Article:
When applying for a spouse visa at the US Embassy, you will typically be required to attend an interview.


During this interview, it is important to bring along all necessary supporting documents to demonstrate the authenticity and validity of your relationship.


Here are some documents that may be expected:



1. Proof of Identity:

Bring your valid passport, birth certificate, and any other identification documents requested by the embassy.



2. Marriage Certificate:

Provide an original or certified copy of your marriage certificate to prove that your marriage is legally recognized.



3. Evidence of Relationship:

Include documents that showcase your genuine relationship, such as photographs together, social media interactions, emails, letters or cards exchanged between you and your spouse.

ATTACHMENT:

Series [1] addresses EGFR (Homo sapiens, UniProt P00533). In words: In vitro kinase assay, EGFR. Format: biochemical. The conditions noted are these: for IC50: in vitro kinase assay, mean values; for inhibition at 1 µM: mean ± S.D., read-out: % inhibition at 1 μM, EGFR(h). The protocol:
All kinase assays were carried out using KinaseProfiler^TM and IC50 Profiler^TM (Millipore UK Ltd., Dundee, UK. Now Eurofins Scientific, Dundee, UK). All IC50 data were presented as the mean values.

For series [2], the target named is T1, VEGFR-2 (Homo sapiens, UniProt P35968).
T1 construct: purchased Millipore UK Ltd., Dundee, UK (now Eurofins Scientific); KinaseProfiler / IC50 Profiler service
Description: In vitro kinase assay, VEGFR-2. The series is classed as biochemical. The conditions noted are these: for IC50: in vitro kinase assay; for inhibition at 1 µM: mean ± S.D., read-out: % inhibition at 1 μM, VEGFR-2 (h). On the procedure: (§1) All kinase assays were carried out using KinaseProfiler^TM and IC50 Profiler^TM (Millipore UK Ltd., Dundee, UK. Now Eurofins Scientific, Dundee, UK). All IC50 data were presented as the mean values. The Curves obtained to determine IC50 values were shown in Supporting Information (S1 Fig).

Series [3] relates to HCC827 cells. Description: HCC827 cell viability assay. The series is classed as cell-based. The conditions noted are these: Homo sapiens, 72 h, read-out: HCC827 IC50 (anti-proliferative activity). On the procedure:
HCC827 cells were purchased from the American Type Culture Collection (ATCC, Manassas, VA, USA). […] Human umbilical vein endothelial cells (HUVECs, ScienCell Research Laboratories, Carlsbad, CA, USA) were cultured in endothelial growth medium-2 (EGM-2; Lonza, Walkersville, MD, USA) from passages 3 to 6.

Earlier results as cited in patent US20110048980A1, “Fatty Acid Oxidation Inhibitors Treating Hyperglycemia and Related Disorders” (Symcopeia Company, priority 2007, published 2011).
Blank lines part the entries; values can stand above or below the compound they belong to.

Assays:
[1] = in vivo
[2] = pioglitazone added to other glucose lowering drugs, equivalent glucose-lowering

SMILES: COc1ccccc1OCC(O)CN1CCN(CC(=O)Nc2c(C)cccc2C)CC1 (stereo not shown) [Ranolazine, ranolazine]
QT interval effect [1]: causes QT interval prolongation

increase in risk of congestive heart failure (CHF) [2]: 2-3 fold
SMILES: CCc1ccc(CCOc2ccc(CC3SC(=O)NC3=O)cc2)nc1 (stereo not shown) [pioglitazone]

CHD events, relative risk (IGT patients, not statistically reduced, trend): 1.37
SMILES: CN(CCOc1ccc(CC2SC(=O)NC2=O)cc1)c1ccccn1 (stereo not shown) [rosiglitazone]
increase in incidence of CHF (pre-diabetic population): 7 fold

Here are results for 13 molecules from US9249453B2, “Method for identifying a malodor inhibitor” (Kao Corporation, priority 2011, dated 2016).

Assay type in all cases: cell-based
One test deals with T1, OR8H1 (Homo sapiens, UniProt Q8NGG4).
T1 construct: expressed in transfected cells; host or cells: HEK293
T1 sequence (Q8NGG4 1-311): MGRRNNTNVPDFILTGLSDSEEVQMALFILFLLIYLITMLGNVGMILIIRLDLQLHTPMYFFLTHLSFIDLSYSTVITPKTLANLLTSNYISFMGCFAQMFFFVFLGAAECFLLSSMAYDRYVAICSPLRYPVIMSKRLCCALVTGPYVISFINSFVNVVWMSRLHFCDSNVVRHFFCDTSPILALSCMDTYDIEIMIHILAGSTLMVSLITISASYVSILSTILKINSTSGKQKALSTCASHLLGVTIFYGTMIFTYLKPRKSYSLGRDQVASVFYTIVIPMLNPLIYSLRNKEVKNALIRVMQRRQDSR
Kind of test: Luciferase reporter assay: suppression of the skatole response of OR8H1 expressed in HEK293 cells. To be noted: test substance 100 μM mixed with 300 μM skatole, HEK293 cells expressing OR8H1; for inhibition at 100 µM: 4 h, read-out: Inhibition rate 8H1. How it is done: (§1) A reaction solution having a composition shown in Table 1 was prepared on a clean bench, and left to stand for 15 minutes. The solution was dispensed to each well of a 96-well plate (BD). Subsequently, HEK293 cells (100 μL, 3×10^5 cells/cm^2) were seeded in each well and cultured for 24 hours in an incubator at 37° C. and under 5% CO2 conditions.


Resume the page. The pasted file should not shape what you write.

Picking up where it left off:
4. Financial Support:

Show evidence of financial ability to support your spouse, such as recent tax returns, employment letters, pay slips, or bank statements.



5. Affidavit of Support:

If your spouse is a U.S. citizen or permanent resident, they may need to fill out Form I-864, Affidavit of Support, to demonstrate their ability to financially support you.



6. Proof of Residency:

If your spouse is a U.S. citizen, provide documents supporting their U.S. residency, such as a U.S. passport, green card, or naturalization certificate.



7. Health and Character Certificates:

Some embassies may require you to provide health and character certificates to ensure there are no concerns regarding your health or background.



8. Proof of Intent to Leave:

It may be necessary to demonstrate that you intend to return to your home country after the duration of your visa.


This could include employment letters, property ownership documents, or evidence of close family ties in your home country.



9. Any Other Required Documents:

Check the specific requirements of the embassy where you will be attending your interview, as each embassy may have additional document requirements.


Remember to always bring the original documents and make copies for reference if needed.